The guy who ran Northwich's Omega chain said that there's no logical reason why record shops should sell computer games - "it's not like they were selling Monopoly in the 1980s" - and when you go into HMV these days, it's only a collection of kids clothes and a pick and mix stall away from turning into Woolworths. I'd love to see more music from places other than middle-class America and Britain on HMV shelves; the trouble is, there are so many films, video games and other bits and pieces there isn't any room for specialist music.

Anonymous said...

I suppose it depends what you think specialist music is and where you live. Larger HMV stores have whole floors that include World, Classical, Folk, Country, Blues and so on, which to my mind is the "specialist" music that you wont find in Woolworths or Tesco in any depth. Smaller stores can't stock the range because not enough people buy it. Even for the larger stores the real specialist music does not constitute a large amount of the stores turnover. If places like HMV dissapear there is unlikely to be anyone stepping in to take their place in the high street selling such a range.

Anonymous said...

I suppose it depends what you think specialist music is and where you live. Larger HMV stores have whole floors that include World, Classical, Folk, Country, Blues and so on, which to my mind is the "specialist" music that you wont find in Woolworths or Tesco in any depth. Smaller stores can't stock the range because not enough people buy it. Even for the larger stores the real specialist music does not constitute a large amount of the stores turnover. If places like HMV dissapear there is unlikely to be anyone stepping in to take their place in the high street selling such a range.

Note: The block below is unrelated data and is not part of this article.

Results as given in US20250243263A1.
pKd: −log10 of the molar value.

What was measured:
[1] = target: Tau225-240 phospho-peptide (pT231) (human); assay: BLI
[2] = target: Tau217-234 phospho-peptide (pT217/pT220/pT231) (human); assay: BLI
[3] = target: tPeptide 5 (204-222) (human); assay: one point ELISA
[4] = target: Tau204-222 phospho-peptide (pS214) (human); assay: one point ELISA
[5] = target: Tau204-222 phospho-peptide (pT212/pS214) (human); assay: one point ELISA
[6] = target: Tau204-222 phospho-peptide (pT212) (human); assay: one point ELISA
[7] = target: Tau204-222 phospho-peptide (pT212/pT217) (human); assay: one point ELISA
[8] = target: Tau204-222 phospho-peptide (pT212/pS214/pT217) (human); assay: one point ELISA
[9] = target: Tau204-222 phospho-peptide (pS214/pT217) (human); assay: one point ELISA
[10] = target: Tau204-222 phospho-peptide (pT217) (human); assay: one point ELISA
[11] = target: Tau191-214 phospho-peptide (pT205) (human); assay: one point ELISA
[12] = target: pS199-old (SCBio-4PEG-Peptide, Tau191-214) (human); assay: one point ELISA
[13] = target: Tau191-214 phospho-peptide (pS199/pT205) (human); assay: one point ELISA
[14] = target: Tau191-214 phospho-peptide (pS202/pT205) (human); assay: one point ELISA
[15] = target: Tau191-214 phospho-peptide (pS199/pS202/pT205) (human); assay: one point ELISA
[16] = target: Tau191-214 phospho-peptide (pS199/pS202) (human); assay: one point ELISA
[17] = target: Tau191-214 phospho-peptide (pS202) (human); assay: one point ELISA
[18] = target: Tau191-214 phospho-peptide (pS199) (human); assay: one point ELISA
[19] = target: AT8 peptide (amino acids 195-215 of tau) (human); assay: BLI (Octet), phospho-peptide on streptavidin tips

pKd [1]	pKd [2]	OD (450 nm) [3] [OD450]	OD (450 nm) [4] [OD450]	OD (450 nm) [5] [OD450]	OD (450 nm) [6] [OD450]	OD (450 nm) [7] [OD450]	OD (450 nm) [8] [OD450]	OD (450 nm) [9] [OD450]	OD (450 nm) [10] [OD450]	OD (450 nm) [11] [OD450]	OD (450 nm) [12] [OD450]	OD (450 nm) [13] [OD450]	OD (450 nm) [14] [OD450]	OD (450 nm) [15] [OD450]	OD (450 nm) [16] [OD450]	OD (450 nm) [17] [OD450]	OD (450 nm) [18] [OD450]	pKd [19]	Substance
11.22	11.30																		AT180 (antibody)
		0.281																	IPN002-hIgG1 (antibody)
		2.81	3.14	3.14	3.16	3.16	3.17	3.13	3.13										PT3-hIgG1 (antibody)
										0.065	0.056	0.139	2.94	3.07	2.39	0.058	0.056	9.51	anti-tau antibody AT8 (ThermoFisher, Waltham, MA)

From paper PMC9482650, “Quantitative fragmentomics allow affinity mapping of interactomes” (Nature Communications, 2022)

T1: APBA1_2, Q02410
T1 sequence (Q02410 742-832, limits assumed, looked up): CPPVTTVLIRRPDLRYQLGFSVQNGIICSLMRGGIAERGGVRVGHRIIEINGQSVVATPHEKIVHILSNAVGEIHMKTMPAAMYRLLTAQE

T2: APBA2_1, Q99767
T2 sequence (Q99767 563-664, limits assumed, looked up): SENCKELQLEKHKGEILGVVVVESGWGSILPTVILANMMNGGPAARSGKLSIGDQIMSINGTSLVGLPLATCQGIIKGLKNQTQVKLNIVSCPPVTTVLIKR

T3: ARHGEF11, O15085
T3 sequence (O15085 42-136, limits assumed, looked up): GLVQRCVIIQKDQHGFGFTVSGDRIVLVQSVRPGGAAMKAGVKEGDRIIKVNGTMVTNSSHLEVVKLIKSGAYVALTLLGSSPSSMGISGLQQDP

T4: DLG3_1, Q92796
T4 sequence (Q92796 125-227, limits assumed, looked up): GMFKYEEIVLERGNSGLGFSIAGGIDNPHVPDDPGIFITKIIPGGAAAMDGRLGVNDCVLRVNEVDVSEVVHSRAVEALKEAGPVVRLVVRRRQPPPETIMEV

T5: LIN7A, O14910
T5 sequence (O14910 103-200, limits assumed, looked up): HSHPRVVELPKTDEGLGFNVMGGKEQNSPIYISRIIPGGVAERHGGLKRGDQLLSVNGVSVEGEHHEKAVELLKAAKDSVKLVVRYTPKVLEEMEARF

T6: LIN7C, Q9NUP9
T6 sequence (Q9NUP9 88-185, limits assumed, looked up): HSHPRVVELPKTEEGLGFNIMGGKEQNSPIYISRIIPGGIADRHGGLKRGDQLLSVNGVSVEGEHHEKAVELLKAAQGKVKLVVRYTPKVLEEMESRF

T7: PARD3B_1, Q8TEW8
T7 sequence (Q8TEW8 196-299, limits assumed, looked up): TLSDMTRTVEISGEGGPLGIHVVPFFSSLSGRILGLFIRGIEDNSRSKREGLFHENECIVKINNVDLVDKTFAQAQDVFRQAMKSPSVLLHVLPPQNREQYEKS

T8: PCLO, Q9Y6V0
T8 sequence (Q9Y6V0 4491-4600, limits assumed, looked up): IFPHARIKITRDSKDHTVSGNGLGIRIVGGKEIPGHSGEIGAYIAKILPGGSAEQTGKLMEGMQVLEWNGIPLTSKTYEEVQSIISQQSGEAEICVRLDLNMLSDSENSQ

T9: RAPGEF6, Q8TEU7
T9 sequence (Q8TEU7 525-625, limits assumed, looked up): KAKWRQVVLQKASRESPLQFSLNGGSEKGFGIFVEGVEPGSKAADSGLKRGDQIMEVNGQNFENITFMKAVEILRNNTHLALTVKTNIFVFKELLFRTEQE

Schmeals said...

If places like HMV disappear, then good riddance. Reading and Oxford (my local towns) have HMV and Virgin stores which are horrible - playstations and slightyly-out-of date technology, a meagre selection of CDS, bored staff, nasty customers, a sub pret-a-manger decor that looks like the nightclub in Terminator reimagined by a half-blind chimp. Fopp is the only place where I buy CDs when I don't go on Amazon. Fopp's range is easily better than HMV and Virgin imho.

Anonymous said...

oh sorry, this is obviously a young person's place. Silly me for commenting.

simon h b said...

Anonymous:

I think we've been talking at cross purposes - I'm not talking about HMV's claims to be a retailer of "specialist" music (a term I hate, suggesting that liking, say, stuff from Burkina Faso or orchestral is akin to having a fetish - "want something a bit specialist, do we sir, something a bit baroque?", I'm talking about HMV's claims to specialise in any music at all. As Schemals says, most HMVs now are like some sort of Mad Max environment dedicated to flogging DVDs and games, with music tucked into the spaces, and then usually treated as a marked down commodity to be sold in bulk. Some large towns might have a corner which holds a meagre collection of what HMV treats as "specialist", but the stores don't really cater for that market at all. I'd suggest the reason why "not enough people buy it" is because most people who want to buy opera records aren't going to wade through the dark, noisy area given over to Crushfighter II to get to a poorly-stocked 'jazz, world, classical, soundtracks etc' corner.

HMV is a mass-market entertainment chain. It has no claims to specialise in music at all.

Fopp is a usual example of how it should be done - there's a serenity about the place which makes browsing a pleasant experience - music as a passion rather than as a product.